By John Saxton
Artwork by Carole Humphreys
Reviewed by Gary McMahon
Boasting an introduction by bestselling horror author Simon Clark, John Saxton's collection was one I was looking forward to reviewing. Having read some of his stories before, I knew that, at the very least, there would be originality here. And I was correct in that assumption.
The Shape at the Window is essentially an examination of grief and guilt, and the effects these have on a man who cannot control their intrusion into his life. The screws are tightened on the protagonist over the course of one terrible night as Saxton skilfully places a dark shadow over the most common household objects - a TV, a lamp - transforming the everyday world into a realm of nightmare.
I would class this as the only true horror story in the collection, and as such it's a bit of a rough ride, but one that's worth taking.
Amelia's Labyrinth is easily my favourite tale here. It offers a more subtle approach that is to be applauded, and is filled with a cloying sense of childhood terror. Indeed there seems to be a common thread of childhood running through the book, and this story, for me, captures very well the sense of youthful wonder that is essential for its success.
A young boy begins the term at an expensive public school, and is shown a secret that transforms him. To say more would be to spoil the tale, so I'll leave the synopsis at that and reiterate that this one is the best of the bunch.
The Achilles Impulse offers yet more glimpses of childhood, but this time through the eyes of a little girl with a special ability that some would call a gift. Christina uses her power to achieve her own immature ends; and of course, this being a genre tale, things don't exactly turn out as planned.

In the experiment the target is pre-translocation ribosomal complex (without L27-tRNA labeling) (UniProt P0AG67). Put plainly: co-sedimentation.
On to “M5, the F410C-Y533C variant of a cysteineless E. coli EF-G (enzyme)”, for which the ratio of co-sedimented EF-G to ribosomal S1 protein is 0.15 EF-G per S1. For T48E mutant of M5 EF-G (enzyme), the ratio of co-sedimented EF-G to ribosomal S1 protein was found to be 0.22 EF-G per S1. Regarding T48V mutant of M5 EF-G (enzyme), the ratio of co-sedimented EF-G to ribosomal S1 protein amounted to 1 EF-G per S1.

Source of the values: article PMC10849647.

Here we have a neat mixture of horror and humour, and I found the final paragraph particularly funny within the context of the story.
And finally on to Troilus, Timon and Tiberius, yet another example of Saxton's winning habit of laughing in the dark. Again we have the darker side of childhood...seen through the eyes of three tadpoles in a nursery tank.
Believe me, it's as bizarre as it sounds. The story also happens to be a snappy little piece that shows how kids can sometimes be utterly heartless, and far worse than any monster.
All in all, I thought Bloodshot was well worthy of my time, and the author ably demonstrates both sides of his writing: the horrific and the tongue-in-cheek. For my money he's equally good at both.
Carole Humphreys' artwork is, as usual, uniformly good, managing to evoke the mood of each individual tale. The cover art is particularly fitting, bringing to mind Little Red Riding Hood and hinting at the warped fairy tales within.
Bloodshot, A4, 32pp, £1.00 incl p&p
For details of how to purchase, visit the Bookshop here or order from Project Pulp or Shocklines.
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